Last Updated on May 17, 2022 by Dave Farquhar
It’s not uncommon to find modified Epyx Fast Load cartridges. This cartridge was super popular in the 1980s, but there were generally one or two reasons to modify it by adding a button, a switch, or both to it. Both were common Epyx Fast Load mods to make the cartridge more useful.
Usually a switch on a Fast Load cartridge is intended to disable it, while a button is probably to reset the computer. Both were common modifications that tech-savvy owners made to save wear and tear on their computers.
A switch to disable Fast Load
People bought Fast Load cartridges because the 1541 was so slow, and the cartridge made it five times faster. So why would you want to disable it?
Some games didn’t work with the cartridge. And while you could disable it by hitting the £ key on the keyboard and then hitting the letter D, some stubborn games still wouldn’t work with the cartridge plugged in. The only recourse was to unplug the cartridge.
Or, if you didn’t want to wear out the cartridge and the port on the back of the computer, you could install a switch. At least two different magazines published instructions for doing this: Commodore Magazine, in June 1988, and Transactor magazine, in January 1987. Both magazines recommended you cut the trace that leads from pin 9 of the cartridge connector somewhere on the circuit board, then solder an SPST switch to both sides of the cut and mount the switch either on the top or the back of the cartridge.
An alternative way to do it is to cut pin 8 on the 7407N chip on the board that connects to the trace, wire the pin to one leg of the switch, and wire the other leg of the switch to pin 9 of the cartridge. This lets you avoid scraping away at the solder mask on the cartridge’s board.
Once you had the switch installed, you could flip the switch and power-cycle the 64 to make the cartridge invisible to games that didn’t like it.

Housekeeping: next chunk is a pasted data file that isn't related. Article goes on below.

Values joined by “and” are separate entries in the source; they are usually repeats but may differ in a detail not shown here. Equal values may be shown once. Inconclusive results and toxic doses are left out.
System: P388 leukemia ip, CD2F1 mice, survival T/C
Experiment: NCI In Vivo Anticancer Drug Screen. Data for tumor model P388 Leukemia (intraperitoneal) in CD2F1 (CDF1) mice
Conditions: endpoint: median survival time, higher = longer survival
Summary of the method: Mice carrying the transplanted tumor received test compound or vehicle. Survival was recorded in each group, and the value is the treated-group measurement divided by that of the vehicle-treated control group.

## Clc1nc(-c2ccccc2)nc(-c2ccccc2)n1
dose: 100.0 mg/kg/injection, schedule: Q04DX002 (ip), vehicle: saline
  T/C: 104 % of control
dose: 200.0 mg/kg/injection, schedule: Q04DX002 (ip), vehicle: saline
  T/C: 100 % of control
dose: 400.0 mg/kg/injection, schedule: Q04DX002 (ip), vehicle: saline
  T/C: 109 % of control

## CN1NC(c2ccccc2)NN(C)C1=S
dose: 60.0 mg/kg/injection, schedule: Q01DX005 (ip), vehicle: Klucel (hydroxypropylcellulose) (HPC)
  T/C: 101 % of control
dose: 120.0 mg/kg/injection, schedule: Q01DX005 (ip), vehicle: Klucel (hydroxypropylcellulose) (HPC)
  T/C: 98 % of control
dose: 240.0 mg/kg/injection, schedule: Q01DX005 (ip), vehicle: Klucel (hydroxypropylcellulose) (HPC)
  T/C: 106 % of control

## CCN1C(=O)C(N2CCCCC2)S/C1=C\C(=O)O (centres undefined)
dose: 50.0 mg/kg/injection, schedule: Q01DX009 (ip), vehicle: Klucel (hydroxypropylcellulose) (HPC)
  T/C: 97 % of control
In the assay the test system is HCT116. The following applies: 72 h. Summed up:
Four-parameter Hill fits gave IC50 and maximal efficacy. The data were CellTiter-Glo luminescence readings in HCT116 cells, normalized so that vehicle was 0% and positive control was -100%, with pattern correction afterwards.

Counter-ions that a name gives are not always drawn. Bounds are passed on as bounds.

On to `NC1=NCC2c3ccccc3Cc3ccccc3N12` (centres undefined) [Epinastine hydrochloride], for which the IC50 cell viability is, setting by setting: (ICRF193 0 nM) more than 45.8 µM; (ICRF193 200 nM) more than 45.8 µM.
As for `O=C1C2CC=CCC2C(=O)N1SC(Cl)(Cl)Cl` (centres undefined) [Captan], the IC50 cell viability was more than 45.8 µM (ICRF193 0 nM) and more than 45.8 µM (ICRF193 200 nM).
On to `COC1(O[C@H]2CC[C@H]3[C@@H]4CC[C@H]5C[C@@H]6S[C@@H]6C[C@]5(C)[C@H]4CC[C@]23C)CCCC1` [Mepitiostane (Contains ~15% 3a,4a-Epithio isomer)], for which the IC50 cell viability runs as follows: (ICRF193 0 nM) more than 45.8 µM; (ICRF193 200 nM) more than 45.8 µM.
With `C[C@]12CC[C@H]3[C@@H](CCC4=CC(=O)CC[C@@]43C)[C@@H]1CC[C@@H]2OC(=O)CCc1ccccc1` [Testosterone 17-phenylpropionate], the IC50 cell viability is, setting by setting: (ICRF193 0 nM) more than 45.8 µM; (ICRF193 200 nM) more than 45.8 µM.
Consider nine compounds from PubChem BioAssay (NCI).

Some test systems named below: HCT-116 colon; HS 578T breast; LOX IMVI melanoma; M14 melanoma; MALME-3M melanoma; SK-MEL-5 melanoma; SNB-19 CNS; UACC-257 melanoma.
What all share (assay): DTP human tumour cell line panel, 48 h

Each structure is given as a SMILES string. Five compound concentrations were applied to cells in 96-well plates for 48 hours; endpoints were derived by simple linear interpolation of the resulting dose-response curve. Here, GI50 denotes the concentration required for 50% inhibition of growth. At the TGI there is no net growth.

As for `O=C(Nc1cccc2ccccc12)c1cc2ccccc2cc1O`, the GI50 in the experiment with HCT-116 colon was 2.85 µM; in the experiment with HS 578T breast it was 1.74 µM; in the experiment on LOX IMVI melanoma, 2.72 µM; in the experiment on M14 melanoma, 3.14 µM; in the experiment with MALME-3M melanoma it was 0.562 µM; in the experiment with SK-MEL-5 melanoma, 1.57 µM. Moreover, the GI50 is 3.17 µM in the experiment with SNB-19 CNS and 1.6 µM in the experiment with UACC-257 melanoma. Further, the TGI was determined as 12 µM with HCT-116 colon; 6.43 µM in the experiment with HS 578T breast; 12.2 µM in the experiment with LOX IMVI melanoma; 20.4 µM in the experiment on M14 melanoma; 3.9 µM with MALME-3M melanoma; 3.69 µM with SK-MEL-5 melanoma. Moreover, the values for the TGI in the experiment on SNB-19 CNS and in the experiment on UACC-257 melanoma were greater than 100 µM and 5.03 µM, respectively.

Use with the Commodore 128
The disable switch became more useful when the Commodore 128 was released in 1985. Plugging an Epyx Fast Load cartridge into the 128 forces the 128 into C-64 mode. But if you have a disable switch on it, you can disable the cartridge when you want the 128 to run in 128 mode. There wasn’t a ton of software that required 128 mode, but people didn’t pay twice as much for a 128 just to run 64 software on it all the time. At least they didn’t intend to.
Installing the switch let you use the cartridge in a 128 without unplugging it.
A reset button for the Epyx Fast Load
The other common modification was adding a reset button. The reset button resets the C-64 without requiring you to power cycle it. There are lots of ways to add a reset button inside a 64, but you can reach a reset line from a cartridge, and most people preferred to solder and drill on a $35 cartridge than on a $150 computer.
To add a reset button to a Fast Load cartridge, you simply wire a button or a momentary switch between pin C (the third pin from the left on the underside of the cartridge) and pin 1 (the first pin from the left) on the cartridge edge connector.
Having a reset button is useful because you can press it instead of power-cycling the 64. This is easier on the chips inside the machine, and also on the power switch. Resetting instead of power cycling during a session extends the life of the computer.
David Farquhar is a computer security professional, entrepreneur, and author. He started his career as a part-time computer technician in 1994, worked his way up to system administrator by 1997, and has specialized in vulnerability management since 2013. He invests in real estate on the side and his hobbies include O gauge trains, baseball cards, and retro computers and video games. A University of Missouri graduate, he holds CISSP and Security+ certifications. He lives in St. Louis with his family.